I have a friend who does a lot of research and suggested doing bench press 3 times a day, every day. He said that as long as you re not working to failure, you re body won't burn out. It is supposed to trigger your central nervous system and accustom your body to benching so that it becomes easier and easier every day. The plan would be to start at about 80 percent of your 1 rep max and do 2 sets, once in the morning, afternoon, and night. day 2 would be the same weight, 3 reps, 3 times that day. day 3 would be 4 reps, 3 times that day. on the 4th day, you would add 5 lbs. total and go back to 2 reps each of the 3 times that day. The cycle would then repeat. Every session would begin with about 2 warmup sets. Could this workout plan actually work, or would your body burn out too quickly?
Thread: Bench Press every day
08-17-2011, 11:32 AM #1
Bench Press every day
08-17-2011, 11:47 AM #2
08-17-2011, 11:50 AM #3
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08-17-2011, 08:54 PM #4
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08-17-2011, 09:17 PM #6
08-17-2011, 10:05 PM #7
First of all this isn't very practical. I'm not sure how many people could work this type of system into their workout. Plus by only bench pressing every day you are seriously limiting other muscle development by not doing other exercises. Also the lack of tricep work would more than likely lead you to develop a serious sticking point on your bench.
Plus, as has already been stated, your body simply needs rest. It is far better to increase the level of exertion and then give it ample time to rest and recover.
One of the tried and true principles of muscle building is exhausting a muscle group, and then giving your body plenty of water, food, and sleep to recover. Your friend appears to have fallen into another "broscience" trap. The body is a very complex system, reading a few articles on CNS etc. won't make you an expert on how to develop routines.
08-17-2011, 10:54 PM #8
Grease the groove is for things like push ups and pull ups. Not lifting weights, PERIOD. You're basically answering your own question, by never going to failure, you won't make serious gains. Not in the long run. You might get to a certain point, but your body will give up eventually. Adding mass is the only way to get your bench really high, the only way to do this is to break muscle down and recover. Stick with what you already know works instead of some theory that someone's probably already played around with and failed; which is why you don't see it being done. In 7.5 weeks I've put in 10 chest days and I've gone from 165-200lbs in free weight, bb bench press. Hope this sticks.██ █ ★ cVc ★ █ ██
08-18-2011, 03:34 AM #9
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I wouldn't do heavy loads but Dave Tate talks about how you need to repeat a pattern a thousand times in order to really learn it in muscle memory. Count your reps sometimes and you'll realize that this takes a long time. He suggests doing more warm-up sets but you could probably apply greasing the groove principles by using low weights (<50% RM)I LIFT THINGS UP AND PUT THEM DOWN! - http://www.youtube.com/watch?v=M-cpojkILO0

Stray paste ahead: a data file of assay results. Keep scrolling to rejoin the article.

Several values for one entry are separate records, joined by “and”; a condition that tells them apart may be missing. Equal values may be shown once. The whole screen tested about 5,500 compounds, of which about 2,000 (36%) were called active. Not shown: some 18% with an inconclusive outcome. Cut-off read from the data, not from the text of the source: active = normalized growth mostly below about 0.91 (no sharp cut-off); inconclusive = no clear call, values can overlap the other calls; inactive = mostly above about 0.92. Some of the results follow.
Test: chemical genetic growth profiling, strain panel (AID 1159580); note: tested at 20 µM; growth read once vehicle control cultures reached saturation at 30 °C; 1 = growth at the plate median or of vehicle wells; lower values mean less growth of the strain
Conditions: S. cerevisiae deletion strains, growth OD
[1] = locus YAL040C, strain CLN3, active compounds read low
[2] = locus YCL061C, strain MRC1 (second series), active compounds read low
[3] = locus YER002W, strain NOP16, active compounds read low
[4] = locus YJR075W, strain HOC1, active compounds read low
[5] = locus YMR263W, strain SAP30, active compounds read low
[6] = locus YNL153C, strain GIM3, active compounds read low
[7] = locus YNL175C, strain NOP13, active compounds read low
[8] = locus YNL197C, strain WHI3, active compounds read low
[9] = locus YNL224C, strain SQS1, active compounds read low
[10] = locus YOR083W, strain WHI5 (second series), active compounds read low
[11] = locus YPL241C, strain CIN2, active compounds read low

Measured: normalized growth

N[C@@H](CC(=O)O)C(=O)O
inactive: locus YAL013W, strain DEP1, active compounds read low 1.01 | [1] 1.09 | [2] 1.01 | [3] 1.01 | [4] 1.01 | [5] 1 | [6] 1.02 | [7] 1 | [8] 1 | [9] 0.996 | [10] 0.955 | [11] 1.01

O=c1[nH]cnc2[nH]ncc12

02-23-2017, 06:36 PM #15
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2 cents from a personal trainer
This would work as long as you're not doing a whole workout. Yes, your body needs rest, but you're not burning out. You'll be amazed with how much your body can do. That being said, you need to look for signs from your body. If you're too sore then take some time off, maybe a few days. The final goal should be focusing on injury prevention.
Why this would work? Because :-
1. When a movement is done more consistently, you get the muscle mind connection faster and the sooner you can make this connection, the better it is.
2. You're not burning out, your body is way stronger than you think. Overtraining is a statement that people spit out as soon as they hear that someone is working out their muscles groups more than once a week. I'll explain my reasons of overtraining in a youtube video one day.
3. This will help you to get the proper technique, given you're practising the right form in the first place.
4. One of the methods to grow muscles is training them daily, scientific research have proven that if you workout a muscle group back to back, this helps you to grow the muscle. Even though you won't be able to lift that heavy, but it would work. Other methods are burning the muscle out (lactic acid- muscle cells grow in presence of lactic acid), hypertrophy and heavy load switching.
5. I've been doing bench daily since last week and I only do 3 sets of 12-15 reps and I can already see the difference in my pecs. I've tried this thing for my biceps and triceps before for 4 weeks straight. They grew.
1. your body is not used to do bench press 3*/day. Start slow as you don't want to hit plateau and I'm sure you don't want injuries either. Start every day for 3 sets before your daily workout program.
2. Listen to your body, if it hurts, STOP.
3. Don't do it more than 4 weeks in a row. Take 2-3 weeks off from the daily regime and start again if you want.
4. Increase intensity slowly, after two weeks go for 2 times if you want, but always listen to your body.
5. Don't lift too heavy, the heavier you'll go, the chances of getting injured will increase and we don't want that.
6. Try it out yourself and see. Don't just take words from other, not from me either. Everyone's body is different and something that works for me or someone else might not work for you.
I hope it helps. Goodluck
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